From The Desk of...The Chief Scientist

"Why not?"

Written by Paul Sutter on Monday, 15 May 2017. Posted in From The Desk of...The Chief Scientist

I don't know who cheekily wrote the simple question "Why?" on the whiteboard by my desk at COSI, but the question got me thinking. Why do we do science? What's the central motivation that keeps us in the labs after the 100th failed experiment, or hunched over a computer late at night when the simulation keeps crashing, or out in the inhospitable field collecting another round of samples?

Do we want to improve technology or make the world a better place? Some scientists do, I'm sure. But most science isn't done with any immediate practical benefit in mind. A solid argument can be made that by investigating nature in an open-ended way, we indirectly end up with amazing technology as a by-product. For example, the few dozen physicists working in the early 20th century to unravel the mysterious quantum nature of the subatomic realm didn't realize that their insights would lead to the transistor, pantyhose, or the atomic bomb.

But that's not *why* they did it. They did it because it was interesting. They did it because it was fun to figure things out. They did it because they had a burning curiosity, and that curiosity led them down a particular path of inquiry. Most science does not lead to practical technologies, and we should be careful when employing that argument, lest the "unessential" sciences get left behind.

So why do we do it? To paraphrase the straightforward words of James Clerk Maxwell, a pioneer of electromagnetism, we do it simply because "we cannot put our minds to rest."

"The Grand Tour"

Written by Paul Sutter on Monday, 08 May 2017. Posted in From The Desk of...The Chief Scientist

I was simultaneously surprised and thrilled when choreographers from BalletMet reached out to me a couple months ago. Not for my dancing, of course, but for my narration. They had seen what I did with Song of the Stars and wanted to involve me in one of their productions.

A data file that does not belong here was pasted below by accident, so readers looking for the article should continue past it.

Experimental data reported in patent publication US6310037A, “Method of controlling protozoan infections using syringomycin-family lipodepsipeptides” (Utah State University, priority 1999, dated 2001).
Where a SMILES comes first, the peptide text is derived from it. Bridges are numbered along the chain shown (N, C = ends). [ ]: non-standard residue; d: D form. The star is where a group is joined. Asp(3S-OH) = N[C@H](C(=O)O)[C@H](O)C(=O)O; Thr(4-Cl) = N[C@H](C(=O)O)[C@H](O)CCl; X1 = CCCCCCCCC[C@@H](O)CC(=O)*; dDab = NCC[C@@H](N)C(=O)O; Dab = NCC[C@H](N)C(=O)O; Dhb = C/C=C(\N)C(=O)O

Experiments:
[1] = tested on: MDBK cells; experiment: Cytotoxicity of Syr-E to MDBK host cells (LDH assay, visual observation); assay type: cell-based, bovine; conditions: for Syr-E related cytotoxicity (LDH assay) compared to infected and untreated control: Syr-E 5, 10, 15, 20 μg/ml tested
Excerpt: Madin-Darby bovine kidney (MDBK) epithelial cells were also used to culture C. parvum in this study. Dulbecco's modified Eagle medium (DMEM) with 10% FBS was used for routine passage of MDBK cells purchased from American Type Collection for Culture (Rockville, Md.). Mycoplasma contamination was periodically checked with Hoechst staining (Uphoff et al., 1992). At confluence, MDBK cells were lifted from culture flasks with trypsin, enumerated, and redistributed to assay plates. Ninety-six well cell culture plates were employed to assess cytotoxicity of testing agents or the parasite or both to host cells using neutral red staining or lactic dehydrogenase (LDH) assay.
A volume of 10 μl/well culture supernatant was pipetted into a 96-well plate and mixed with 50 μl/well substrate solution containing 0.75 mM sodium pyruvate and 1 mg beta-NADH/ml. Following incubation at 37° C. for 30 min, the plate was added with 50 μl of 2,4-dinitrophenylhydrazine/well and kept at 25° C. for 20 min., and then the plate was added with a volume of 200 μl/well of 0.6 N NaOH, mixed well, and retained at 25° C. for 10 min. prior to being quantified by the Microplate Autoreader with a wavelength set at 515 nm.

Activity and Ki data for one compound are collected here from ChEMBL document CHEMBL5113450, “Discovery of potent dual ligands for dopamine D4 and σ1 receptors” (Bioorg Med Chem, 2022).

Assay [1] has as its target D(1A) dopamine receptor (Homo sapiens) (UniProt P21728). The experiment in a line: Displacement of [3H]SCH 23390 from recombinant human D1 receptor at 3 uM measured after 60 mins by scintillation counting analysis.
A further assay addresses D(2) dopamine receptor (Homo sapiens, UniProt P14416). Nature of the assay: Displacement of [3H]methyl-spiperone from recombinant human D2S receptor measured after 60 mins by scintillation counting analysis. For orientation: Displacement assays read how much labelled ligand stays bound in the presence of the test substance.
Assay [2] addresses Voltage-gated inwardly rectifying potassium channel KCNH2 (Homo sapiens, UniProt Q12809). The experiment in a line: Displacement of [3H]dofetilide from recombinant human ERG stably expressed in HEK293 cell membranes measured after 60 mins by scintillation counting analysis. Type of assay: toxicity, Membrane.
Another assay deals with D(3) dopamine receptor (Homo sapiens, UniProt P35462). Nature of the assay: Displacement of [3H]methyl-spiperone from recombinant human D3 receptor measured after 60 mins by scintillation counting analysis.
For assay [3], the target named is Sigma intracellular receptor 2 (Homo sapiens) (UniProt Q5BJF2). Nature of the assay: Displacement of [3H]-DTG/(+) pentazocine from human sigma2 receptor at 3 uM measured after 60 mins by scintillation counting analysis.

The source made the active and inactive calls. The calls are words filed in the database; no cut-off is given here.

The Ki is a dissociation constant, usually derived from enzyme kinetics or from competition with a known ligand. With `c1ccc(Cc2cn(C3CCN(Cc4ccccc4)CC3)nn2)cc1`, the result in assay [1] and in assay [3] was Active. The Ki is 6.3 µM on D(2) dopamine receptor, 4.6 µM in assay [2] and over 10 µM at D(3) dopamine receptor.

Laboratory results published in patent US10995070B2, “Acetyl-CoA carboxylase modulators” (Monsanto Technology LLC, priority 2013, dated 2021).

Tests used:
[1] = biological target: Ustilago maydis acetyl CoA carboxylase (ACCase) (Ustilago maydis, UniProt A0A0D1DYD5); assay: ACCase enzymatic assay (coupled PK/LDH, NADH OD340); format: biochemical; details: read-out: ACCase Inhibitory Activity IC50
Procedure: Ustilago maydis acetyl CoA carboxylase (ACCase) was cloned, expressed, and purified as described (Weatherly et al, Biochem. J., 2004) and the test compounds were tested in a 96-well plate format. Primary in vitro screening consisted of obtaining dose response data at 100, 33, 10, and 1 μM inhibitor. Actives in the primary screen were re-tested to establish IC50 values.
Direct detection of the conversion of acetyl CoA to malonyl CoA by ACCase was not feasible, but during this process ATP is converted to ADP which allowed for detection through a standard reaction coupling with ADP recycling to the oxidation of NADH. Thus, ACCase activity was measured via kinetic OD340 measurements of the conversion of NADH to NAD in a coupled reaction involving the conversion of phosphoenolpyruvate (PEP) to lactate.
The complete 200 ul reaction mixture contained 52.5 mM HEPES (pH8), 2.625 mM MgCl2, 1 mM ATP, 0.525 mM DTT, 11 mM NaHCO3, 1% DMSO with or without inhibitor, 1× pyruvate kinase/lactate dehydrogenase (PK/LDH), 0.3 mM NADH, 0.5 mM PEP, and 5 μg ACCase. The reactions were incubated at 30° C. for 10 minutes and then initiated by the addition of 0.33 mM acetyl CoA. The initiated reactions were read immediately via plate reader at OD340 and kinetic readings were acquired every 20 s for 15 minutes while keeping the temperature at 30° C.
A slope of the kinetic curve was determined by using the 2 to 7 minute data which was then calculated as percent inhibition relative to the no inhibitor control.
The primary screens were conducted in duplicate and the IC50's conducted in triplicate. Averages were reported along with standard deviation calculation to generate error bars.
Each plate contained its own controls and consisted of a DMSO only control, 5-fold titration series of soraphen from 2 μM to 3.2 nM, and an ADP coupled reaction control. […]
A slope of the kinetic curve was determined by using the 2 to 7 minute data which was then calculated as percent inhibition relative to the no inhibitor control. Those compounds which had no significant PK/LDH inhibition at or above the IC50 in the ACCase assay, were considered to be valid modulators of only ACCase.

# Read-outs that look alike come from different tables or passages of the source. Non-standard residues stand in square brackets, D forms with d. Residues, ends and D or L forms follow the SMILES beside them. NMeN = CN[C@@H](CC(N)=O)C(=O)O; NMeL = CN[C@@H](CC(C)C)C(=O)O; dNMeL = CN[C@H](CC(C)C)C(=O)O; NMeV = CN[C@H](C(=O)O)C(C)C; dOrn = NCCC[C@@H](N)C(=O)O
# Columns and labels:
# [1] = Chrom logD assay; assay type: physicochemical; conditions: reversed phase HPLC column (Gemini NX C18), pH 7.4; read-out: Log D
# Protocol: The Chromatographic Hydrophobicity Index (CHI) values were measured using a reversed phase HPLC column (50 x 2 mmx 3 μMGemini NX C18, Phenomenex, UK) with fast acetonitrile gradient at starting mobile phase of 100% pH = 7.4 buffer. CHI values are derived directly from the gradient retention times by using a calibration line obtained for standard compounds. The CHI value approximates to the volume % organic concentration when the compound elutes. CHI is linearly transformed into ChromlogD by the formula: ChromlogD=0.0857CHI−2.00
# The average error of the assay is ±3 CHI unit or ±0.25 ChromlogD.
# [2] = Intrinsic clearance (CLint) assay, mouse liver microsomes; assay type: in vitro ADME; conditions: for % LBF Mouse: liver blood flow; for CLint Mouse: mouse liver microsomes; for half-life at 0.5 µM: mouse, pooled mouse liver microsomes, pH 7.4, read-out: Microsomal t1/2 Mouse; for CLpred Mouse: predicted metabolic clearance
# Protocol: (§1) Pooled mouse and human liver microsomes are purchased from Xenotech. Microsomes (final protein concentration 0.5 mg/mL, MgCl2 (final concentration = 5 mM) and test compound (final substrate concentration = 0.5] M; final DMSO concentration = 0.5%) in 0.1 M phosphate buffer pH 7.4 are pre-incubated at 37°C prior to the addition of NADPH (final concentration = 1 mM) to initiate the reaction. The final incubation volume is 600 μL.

Their concept is simple. The Voyager space probes, launched in the late 1970's to go on a "grand tour" of the outer planets of the solar system, are now headed into interstellar space. And tucked between the scientific instruments is a golden record containing recordings of voices, sounds of nature, and music.

For their annual Benefit performance, where proceeds go to the Central Ohio Chapter of the National Hemophilia Foundation, they wanted to perform dances to three of the pieces on the Golden Record, and they asked me to tell the story of those spacecraft and the purpose of their message.

The pieces couldn't be more different - a blues number from the turn of the century, an Indian raga, and one of the Brandenburg Concertos - but they all share something in common. They were chosen to represent us.

The performance is at 5pm in the Davidson Theatre on May 21st, and you can find more information at thebenefitcolumbus.org.

"What is Science?"

Written by Paul Sutter on Tuesday, 02 May 2017. Posted in From The Desk of...The Chief Scientist

Science is not a search for truth. That's not to say that science doesn't contain true statements. For example, the data returned from a measurement are facts about the world around us, and facts are generally considered true. But Truth with a capital T isn't usually encumbered by uncertainties, caveats, and incompleteness. A "data processing pipeline" sounds perfectly reasonable; a "truth processing pipeline" seems a little fishy.

So what is science? The best definition I can come up with is the following: "Science is a branch of philosophy that uses empirical techniques - and lots of mathematics - to understand the natural world."

Any statement made by scientific inquiry is falsifiable. That's what gives science its strength - the ability to be proven wrong at any moment allows the scientific worldview to be flexible enough to gain more perceptive insights about the world when new observations are made. And a statement that can become incorrect at a drop of a hat probably shouldn't be considered Truth.

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